An Immigration and Customs Enforcement spokeswoman said not to read too much into it, but the August document listing steps for communities to opt out of the
An Immigration and Customs Enforcement spokeswoman said not to read too much into it, but the August document listing steps for communities to opt out of the Secure Communities program seems to have disappeared from the ICE website. The document was one of several written records of ICE’s stance that communities could choose not to participate in the program to share fingerprints with federal immigration enforcement, before officials announced that opting out was actually impossible.
It could be nothing — ICE launched a new website today, and ICE spokeswoman Cori Bassett said it is possible the document was lost in the shuffle and will reappear later. Still, given the recent contention over Secure Communities, it is interesting that this document has gone missing while a number of others touting the program’s achievements remain in place.
If a jurisdiction does not wish to activate on its scheduled date in the Secure Communities deployment plan, it must formally notify its state identification bureau and ICE in writing (email, letter or facsimile). Upon receipt of that information, ICE will request a meeting with federal partners, the jurisdiction, and the state to discuss any issues and come to a resolution, which may include adjusting the jurisdiction’s activation date in or removing the jurisdiction from the deployment plan.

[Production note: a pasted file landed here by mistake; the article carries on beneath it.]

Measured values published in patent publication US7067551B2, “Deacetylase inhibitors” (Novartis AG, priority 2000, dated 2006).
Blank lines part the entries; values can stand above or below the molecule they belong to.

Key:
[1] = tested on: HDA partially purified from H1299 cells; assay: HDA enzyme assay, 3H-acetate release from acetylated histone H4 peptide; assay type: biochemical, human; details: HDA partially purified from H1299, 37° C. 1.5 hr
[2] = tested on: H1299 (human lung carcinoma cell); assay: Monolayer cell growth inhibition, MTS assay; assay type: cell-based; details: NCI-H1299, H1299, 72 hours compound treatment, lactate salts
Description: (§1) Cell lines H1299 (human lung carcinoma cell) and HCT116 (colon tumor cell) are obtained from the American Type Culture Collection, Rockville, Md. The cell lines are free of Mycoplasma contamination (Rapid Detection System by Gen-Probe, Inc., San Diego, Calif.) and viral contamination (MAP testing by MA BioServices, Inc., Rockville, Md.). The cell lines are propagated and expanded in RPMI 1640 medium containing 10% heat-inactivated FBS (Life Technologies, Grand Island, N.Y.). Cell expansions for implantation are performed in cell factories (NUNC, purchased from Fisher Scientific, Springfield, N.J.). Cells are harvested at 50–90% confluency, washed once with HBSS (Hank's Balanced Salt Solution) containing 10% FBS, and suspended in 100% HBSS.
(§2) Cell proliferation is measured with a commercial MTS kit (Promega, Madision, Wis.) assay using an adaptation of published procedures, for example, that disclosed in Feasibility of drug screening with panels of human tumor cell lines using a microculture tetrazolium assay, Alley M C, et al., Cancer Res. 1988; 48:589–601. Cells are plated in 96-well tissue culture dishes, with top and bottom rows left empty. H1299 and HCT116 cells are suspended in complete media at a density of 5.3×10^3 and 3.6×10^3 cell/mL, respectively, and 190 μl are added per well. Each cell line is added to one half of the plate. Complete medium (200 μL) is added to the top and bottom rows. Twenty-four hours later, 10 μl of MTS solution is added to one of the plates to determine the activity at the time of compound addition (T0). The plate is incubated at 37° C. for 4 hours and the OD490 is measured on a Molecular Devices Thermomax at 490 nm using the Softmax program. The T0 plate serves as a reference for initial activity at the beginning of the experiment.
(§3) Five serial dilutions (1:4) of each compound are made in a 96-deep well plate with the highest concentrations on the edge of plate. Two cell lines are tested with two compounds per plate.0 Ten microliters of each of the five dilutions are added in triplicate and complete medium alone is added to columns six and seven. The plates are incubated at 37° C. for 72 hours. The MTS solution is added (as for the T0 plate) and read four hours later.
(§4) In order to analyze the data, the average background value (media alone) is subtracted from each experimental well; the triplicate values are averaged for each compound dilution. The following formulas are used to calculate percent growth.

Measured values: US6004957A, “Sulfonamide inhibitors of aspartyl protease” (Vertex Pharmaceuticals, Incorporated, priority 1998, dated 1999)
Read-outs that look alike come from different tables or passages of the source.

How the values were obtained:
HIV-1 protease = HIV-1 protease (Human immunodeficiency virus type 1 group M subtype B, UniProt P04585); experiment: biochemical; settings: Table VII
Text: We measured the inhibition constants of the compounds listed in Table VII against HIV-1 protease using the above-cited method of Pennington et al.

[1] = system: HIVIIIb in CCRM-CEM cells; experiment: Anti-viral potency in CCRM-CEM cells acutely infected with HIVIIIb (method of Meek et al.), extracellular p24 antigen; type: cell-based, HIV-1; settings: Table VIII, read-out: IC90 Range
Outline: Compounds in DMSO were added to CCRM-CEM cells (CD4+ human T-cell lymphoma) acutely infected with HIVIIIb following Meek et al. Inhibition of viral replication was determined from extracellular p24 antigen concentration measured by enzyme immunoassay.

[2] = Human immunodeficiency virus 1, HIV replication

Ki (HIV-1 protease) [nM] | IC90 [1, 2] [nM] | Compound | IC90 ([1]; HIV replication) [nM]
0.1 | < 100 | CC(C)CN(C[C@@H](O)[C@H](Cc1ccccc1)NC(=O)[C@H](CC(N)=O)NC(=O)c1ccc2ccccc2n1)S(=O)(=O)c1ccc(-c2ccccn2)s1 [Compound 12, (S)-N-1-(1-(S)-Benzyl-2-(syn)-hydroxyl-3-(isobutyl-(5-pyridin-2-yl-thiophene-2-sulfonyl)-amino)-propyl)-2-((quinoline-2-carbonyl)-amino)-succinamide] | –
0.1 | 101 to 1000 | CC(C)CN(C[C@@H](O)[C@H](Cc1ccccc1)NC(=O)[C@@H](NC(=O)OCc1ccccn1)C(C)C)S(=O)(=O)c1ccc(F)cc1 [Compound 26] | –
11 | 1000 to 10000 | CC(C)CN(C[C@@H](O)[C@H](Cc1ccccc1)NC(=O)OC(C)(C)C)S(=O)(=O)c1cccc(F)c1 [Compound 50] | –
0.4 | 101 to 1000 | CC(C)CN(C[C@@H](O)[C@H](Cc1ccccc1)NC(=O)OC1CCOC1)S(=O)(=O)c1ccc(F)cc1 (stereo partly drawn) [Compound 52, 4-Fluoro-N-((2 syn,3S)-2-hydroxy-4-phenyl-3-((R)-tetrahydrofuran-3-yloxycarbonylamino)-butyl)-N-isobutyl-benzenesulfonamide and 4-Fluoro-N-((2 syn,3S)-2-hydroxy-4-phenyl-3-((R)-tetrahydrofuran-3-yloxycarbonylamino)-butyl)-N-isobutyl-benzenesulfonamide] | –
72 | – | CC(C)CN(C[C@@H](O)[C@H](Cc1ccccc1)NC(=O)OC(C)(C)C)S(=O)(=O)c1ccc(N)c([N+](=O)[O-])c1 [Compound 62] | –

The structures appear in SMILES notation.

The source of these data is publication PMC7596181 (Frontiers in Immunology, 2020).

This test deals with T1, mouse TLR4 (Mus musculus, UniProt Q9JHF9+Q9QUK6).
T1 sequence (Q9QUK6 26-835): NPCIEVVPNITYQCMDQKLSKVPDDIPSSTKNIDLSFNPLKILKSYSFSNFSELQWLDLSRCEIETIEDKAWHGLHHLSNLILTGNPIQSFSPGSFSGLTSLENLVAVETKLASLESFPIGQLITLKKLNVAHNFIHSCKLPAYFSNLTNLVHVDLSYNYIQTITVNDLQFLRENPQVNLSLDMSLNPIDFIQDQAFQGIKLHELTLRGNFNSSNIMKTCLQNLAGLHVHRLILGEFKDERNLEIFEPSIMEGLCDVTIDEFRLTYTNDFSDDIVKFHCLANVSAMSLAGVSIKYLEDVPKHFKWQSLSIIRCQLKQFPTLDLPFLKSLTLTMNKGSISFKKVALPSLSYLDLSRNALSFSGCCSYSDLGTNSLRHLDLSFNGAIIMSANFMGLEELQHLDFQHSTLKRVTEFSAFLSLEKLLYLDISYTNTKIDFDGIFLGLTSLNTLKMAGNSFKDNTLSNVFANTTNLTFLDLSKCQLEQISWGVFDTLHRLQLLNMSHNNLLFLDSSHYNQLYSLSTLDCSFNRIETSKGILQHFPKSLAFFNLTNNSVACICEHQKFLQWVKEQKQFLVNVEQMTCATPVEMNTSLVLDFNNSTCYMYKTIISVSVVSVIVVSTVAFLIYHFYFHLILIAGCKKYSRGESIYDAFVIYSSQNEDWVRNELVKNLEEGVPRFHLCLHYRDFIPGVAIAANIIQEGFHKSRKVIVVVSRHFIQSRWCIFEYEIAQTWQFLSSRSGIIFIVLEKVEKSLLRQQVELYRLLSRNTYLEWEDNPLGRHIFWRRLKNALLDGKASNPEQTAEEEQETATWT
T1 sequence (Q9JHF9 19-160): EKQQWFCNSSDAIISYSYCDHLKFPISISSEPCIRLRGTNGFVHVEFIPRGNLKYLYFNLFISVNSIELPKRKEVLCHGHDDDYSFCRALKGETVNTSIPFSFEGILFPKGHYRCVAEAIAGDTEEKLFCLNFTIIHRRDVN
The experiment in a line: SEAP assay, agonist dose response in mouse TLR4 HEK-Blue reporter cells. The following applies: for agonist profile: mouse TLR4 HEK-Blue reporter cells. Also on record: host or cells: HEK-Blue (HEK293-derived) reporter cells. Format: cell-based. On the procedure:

What documents were worth transferring to the new site? “Benefits for Law Enforcement” is still linked, as is a memo called “National Sheriffs’ Association Resolution of Support.” “Success Stories” also appears to have been moved to the new website.
The blog Deportation Nation claimed yesterday that ICE added a new document called “What Others are Saying about Secure Communities” to its page on the program during the website redesign. The memo is dated June 2010. It features 11 testimonials — all positive — on the program from sheriffs, homeland security experts and politicians.
Not to imply that Secure Communities is universally unpopular; the program has been lauded for netting large numbers of illegal immigrants and allowing ICE to increase deportations. Still, it’s worth noting that it’s got some opposition: San Francisco Sheriff Mike Hennessey has pushed for his county to be removed from the program, and officials in Santa Clara, Calif., Arlington, Va., and Washington, D.C., have also attempted to opt out.
Note: Thanks to Kat Lucero, a journalism grad student at Georgetown University, for pointing this out.
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